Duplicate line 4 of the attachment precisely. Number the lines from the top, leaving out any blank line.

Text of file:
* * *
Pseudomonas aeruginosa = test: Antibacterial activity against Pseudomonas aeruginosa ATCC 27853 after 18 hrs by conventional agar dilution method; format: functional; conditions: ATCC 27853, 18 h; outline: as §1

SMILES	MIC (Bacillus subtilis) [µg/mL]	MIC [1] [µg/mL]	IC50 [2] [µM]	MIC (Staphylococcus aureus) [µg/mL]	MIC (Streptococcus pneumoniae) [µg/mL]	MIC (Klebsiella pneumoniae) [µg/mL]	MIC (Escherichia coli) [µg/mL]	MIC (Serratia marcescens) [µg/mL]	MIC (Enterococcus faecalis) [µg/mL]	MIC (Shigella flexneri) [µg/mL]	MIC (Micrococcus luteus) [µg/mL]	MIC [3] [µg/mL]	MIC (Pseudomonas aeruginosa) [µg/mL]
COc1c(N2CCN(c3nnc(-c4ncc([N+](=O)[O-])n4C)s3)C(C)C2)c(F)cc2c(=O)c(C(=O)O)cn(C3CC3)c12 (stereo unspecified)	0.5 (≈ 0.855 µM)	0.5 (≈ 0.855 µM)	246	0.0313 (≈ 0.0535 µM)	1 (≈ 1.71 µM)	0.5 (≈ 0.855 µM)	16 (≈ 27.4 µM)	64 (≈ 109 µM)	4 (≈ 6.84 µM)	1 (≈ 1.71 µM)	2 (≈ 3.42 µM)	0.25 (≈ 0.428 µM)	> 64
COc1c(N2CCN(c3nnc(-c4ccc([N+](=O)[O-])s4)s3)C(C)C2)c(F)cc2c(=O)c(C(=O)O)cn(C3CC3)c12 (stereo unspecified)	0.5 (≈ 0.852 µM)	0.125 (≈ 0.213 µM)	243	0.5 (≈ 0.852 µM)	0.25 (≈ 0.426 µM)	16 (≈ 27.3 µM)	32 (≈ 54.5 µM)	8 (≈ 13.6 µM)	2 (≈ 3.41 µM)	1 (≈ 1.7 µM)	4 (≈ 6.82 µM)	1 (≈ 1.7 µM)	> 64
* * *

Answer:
COc1c(N2CCN(c3nnc(-c4ccc([N+](=O)[O-])s4)s3)C(C)C2)c(F)cc2c(=O)c(C(=O)O)cn(C3CC3)c12 (stereo unspecified)	0.5 (≈ 0.852 µM)	0.125 (≈ 0.213 µM)	243	0.5 (≈ 0.852 µM)	0.25 (≈ 0.426 µM)	16 (≈ 27.3 µM)	32 (≈ 54.5 µM)	8 (≈ 13.6 µM)	2 (≈ 3.41 µM)	1 (≈ 1.7 µM)	4 (≈ 6.82 µM)	1 (≈ 1.7 µM)	> 64